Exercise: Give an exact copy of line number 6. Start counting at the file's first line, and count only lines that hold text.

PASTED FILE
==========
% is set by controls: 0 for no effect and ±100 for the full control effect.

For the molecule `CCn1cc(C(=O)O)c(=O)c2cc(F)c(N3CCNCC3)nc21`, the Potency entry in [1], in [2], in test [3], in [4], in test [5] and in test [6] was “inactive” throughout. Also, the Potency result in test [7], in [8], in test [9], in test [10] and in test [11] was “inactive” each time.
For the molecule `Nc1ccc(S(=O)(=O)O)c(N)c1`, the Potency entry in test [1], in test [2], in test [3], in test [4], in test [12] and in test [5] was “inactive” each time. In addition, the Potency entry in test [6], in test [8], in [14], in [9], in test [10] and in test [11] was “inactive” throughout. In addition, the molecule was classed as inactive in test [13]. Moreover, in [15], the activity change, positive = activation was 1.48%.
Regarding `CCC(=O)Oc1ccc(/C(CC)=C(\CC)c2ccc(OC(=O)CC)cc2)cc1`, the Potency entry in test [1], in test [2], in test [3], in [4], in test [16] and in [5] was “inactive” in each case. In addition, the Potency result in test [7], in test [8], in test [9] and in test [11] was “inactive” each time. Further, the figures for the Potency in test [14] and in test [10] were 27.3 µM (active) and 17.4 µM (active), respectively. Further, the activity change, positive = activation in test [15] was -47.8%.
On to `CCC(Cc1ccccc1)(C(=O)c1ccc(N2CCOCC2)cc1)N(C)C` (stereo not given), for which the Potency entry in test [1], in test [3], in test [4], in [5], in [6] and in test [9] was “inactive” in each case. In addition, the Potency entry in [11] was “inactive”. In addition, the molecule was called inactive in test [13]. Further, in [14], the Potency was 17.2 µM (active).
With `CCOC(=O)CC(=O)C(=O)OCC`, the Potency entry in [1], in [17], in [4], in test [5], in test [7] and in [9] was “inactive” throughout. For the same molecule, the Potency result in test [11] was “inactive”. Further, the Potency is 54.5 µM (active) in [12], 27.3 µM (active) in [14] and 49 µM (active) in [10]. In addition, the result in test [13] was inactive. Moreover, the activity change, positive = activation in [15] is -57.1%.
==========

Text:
With `CCOC(=O)CC(=O)C(=O)OCC`, the Potency entry in [1], in [17], in [4], in test [5], in test [7] and in [9] was “inactive” throughout. For the same molecule, the Potency result in test [11] was “inactive”. Further, the Potency is 54.5 µM (active) in [12], 27.3 µM (active) in [14] and 49 µM (active) in [10]. In addition, the result in test [13] was inactive. Moreover, the activity change, positive = activation in [15] is -57.1%.